Intro to Moses – Where and When and Who – by Dan Spragg
For our next series from the Hebrew Bible, or the Old Testament, we are going to spend a bit of time with a familiar character called Moses. Moses is the one we know as the baby in the basket who was raised as an Egyption prince. We know him as the one who fled to Midian (Northwest Arabia) at around the age of 25 after killing an Egyptian guard. We know him from the story of the Burning bush and how this kickstarted the Israelites freedom from Egyption Slavery. We know of the plagues, and the crossing of the Red Sea. We know of the Covenant at Mount Sinai, the ten commandments and from this how the Israelite community, their laws and practices were formed. We know Moses as one who was both brave and a coward. One who seemed patient at times and yet volatile at others. We know of his near impossible task of leading the Israelites through the wilderness and into the promised land. We also know that Moses is without doubt, within both traditional and contemporary Jewish and Christian understandings, seen as a highly influential figure in both faiths. The Jewish faith has often been referred to as the ‘Mosaic’ faith.
So, first up today, here’s a little bit to set the scene. The Hebrew people had ended up in Egypt – remember
Joseph. Egypt was the superpower of the day. Approx 400 years had occurred. It was around 1400-1300 BCE (just under 3500 years ago). During this time one of the Pharaohs decided that the Hebrews were too much of a threat and so went about enslaving them. The Pharaoh in charge during the time of the Exodus event was most likely Ramses ll. Ramses I l became Pharaoh as a teenager and embarked on a quest to conquer all of Syria but was caught in a trap and barely made it out alive. The fact that he did make it out alive was attributed to the fact that the Pharaohs were considered to be divine, to be gods in human form. His survival was of course proof that he was indeed a god. Following this near defeat he abandoned his military quest but his ego told him he needed to do something else to ensure his fame grew and so he embarked on a massive building project – hence the growing plight of the Hebrew slaves. Ramses Il seems to be a nasty piece of work. Happy to kill babies and demand grossly unfair work conditions all in the name of bolstering his ego’s project. The battle between Yahweh (God) and the Pharaoh via Moses occurred because the Pharaoh assumed that he was a god and did not like being challenged by some unknown, assumingly lesser, god. Ramses I l needed to become aware that he was not all powerful and almighty as he assumed he was.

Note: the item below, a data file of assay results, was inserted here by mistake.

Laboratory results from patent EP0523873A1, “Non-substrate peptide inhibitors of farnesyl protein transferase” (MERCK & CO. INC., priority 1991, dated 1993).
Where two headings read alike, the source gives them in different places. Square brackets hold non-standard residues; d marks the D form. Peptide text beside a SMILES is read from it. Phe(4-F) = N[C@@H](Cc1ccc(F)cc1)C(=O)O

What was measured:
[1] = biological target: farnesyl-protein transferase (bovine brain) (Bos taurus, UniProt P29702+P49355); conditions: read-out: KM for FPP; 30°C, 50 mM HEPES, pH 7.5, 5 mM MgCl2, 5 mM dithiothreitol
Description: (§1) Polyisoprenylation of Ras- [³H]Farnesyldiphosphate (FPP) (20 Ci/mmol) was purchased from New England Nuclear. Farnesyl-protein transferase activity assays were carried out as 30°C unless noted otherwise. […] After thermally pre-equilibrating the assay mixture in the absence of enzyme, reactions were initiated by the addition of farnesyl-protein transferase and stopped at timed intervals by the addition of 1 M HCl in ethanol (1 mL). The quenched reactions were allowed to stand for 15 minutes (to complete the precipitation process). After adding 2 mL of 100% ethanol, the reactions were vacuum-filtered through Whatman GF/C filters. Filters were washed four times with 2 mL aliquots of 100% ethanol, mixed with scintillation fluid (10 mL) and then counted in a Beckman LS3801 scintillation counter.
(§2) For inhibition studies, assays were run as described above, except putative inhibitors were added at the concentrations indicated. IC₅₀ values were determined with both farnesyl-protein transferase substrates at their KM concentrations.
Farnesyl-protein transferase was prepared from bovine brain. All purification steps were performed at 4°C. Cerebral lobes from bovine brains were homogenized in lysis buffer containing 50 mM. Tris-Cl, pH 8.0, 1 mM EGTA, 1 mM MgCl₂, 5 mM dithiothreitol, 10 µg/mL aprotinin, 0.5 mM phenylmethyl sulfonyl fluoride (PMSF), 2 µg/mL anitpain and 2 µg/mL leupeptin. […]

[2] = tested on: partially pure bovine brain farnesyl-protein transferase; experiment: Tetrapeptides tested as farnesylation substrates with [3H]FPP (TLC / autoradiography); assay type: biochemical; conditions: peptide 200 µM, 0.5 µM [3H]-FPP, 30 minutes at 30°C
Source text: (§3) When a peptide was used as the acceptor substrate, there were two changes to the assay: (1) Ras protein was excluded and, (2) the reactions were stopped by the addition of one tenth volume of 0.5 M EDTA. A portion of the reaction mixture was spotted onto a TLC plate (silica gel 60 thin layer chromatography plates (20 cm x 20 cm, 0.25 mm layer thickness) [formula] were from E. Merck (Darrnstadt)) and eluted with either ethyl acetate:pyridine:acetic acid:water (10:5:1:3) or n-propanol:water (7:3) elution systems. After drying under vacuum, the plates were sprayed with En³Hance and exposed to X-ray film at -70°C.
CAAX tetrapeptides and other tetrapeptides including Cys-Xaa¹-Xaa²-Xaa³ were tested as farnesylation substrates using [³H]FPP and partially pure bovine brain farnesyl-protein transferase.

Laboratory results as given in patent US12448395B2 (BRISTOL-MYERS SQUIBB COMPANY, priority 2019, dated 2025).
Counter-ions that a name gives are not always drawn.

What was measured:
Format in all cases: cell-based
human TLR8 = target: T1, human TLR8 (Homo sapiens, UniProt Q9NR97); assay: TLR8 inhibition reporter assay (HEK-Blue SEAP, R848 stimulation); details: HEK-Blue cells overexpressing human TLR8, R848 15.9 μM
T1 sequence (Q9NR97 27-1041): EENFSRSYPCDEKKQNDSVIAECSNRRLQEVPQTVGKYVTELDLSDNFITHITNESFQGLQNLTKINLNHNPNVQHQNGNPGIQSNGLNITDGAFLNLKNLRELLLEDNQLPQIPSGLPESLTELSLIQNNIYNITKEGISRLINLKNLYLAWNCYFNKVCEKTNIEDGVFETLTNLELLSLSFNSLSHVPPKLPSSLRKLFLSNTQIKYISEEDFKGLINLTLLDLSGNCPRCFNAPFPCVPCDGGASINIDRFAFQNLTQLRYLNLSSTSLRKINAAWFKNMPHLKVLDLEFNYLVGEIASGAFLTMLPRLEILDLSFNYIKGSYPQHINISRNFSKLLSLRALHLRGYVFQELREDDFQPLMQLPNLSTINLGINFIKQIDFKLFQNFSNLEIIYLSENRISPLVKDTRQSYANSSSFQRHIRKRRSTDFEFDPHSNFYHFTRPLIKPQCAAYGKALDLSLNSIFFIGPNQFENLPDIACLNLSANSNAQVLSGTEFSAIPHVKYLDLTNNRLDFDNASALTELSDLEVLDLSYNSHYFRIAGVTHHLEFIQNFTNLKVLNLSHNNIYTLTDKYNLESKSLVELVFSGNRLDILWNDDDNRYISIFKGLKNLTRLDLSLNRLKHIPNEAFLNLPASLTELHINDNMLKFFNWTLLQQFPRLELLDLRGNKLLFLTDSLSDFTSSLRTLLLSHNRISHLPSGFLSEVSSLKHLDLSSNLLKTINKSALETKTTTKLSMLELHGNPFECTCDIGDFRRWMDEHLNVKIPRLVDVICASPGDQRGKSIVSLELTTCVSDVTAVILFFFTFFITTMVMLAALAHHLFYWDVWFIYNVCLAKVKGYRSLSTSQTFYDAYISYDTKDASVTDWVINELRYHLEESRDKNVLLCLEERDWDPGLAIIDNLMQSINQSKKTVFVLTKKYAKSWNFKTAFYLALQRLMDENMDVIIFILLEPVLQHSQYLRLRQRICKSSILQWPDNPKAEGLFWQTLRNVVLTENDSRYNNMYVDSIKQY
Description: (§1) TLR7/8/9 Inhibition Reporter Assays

Following the escape from Egypt which has undeniably shaped the Jewish understanding of themselves as a people, they were found to be wandering in the wilderness, taking 40 years to return to the site of the burning bush where Moses had had his first revelation of God’s presence, the place that God had promised to bring them to. We know the struggles they had in this time. Hunger, thirst, infighting, lack of hope, idolatry. . . this was a time of re-discovering who they were as no-longer slaves, as their own people. It is a defining time of being shaped by this journey – a journey into the unknown and unfamiliar – all on the hope that they had been rescued from slavery for a better life to come.
The context in which we are going to find Moses immersed in is both very foreign to us and yet at the same time quite familiar to us. It is a context in which the motives of God are at odds with many of the other motives and narratives that are in our midst. The Ego is potentially the most common driving force behind many unhealthy, coercive and destructively ambitious forces which seek not the good of all but only that of a few. We may have seen the end of ‘official’ slavery but we know of course that it still exists. The rule of humanity over the planet is another fight we like to have. And, the journey of stepping out into the unknown, of having to surrender certainty over one’s own life, yes, there is much in here that is familiar and known.
We are hoping by looking into the character of Moses that like with our other Old Testament stories and characters this year that we learn and understand things that we did not know. We hope that we are able to see Moses from a different angle and grow our understanding of his relationship with God, with his people and what the nuances of his story might have to say to our ongoing journey in the story of faith. As we do this we hope our own faith grows as a result.